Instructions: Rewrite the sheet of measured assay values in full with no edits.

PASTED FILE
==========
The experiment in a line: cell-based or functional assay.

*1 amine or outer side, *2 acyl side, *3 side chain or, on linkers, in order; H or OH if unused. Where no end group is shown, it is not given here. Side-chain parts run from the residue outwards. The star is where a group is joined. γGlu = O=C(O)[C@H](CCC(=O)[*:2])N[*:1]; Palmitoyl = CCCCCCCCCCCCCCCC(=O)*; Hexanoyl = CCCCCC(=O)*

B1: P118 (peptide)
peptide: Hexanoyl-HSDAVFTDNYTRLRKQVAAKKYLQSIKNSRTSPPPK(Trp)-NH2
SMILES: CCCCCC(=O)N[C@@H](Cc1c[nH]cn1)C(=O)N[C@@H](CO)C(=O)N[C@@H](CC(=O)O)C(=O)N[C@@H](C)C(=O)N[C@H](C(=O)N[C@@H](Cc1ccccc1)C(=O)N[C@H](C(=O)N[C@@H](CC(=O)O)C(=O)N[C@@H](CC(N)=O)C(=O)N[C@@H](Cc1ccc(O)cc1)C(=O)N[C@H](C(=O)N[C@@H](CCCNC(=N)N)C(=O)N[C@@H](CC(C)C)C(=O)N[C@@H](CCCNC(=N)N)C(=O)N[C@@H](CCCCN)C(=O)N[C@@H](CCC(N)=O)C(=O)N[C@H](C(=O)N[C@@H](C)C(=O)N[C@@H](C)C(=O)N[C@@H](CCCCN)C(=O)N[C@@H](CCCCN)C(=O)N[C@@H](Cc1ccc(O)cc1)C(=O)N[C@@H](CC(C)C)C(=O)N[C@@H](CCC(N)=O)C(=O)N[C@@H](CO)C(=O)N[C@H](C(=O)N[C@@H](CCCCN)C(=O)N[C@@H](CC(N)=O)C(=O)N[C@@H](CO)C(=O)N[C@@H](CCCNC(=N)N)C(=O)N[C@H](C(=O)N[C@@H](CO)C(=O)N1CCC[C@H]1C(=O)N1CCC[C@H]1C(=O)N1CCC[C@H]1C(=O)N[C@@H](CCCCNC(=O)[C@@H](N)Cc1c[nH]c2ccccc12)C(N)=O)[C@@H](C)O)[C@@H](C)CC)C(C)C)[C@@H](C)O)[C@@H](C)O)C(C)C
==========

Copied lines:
The experiment in a line: cell-based or functional assay.

*1 amine or outer side, *2 acyl side, *3 side chain or, on linkers, in order; H or OH if unused. Where no end group is shown, it is not given here. Side-chain parts run from the residue outwards. The star is where a group is joined. γGlu = O=C(O)[C@H](CCC(=O)[*:2])N[*:1]; Palmitoyl = CCCCCCCCCCCCCCCC(=O)*; Hexanoyl = CCCCCC(=O)*

B1: P118 (peptide)
peptide: Hexanoyl-HSDAVFTDNYTRLRKQVAAKKYLQSIKNSRTSPPPK(Trp)-NH2
SMILES: CCCCCC(=O)N[C@@H](Cc1c[nH]cn1)C(=O)N[C@@H](CO)C(=O)N[C@@H](CC(=O)O)C(=O)N[C@@H](C)C(=O)N[C@H](C(=O)N[C@@H](Cc1ccccc1)C(=O)N[C@H](C(=O)N[C@@H](CC(=O)O)C(=O)N[C@@H](CC(N)=O)C(=O)N[C@@H](Cc1ccc(O)cc1)C(=O)N[C@H](C(=O)N[C@@H](CCCNC(=N)N)C(=O)N[C@@H](CC(C)C)C(=O)N[C@@H](CCCNC(=N)N)C(=O)N[C@@H](CCCCN)C(=O)N[C@@H](CCC(N)=O)C(=O)N[C@H](C(=O)N[C@@H](C)C(=O)N[C@@H](C)C(=O)N[C@@H](CCCCN)C(=O)N[C@@H](CCCCN)C(=O)N[C@@H](Cc1ccc(O)cc1)C(=O)N[C@@H](CC(C)C)C(=O)N[C@@H](CCC(N)=O)C(=O)N[C@@H](CO)C(=O)N[C@H](C(=O)N[C@@H](CCCCN)C(=O)N[C@@H](CC(N)=O)C(=O)N[C@@H](CO)C(=O)N[C@@H](CCCNC(=N)N)C(=O)N[C@H](C(=O)N[C@@H](CO)C(=O)N1CCC[C@H]1C(=O)N1CCC[C@H]1C(=O)N1CCC[C@H]1C(=O)N[C@@H](CCCCNC(=O)[C@@H](N)Cc1c[nH]c2ccccc12)C(N)=O)[C@@H](C)O)[C@@H](C)CC)C(C)C)[C@@H](C)O)[C@@H](C)O)C(C)C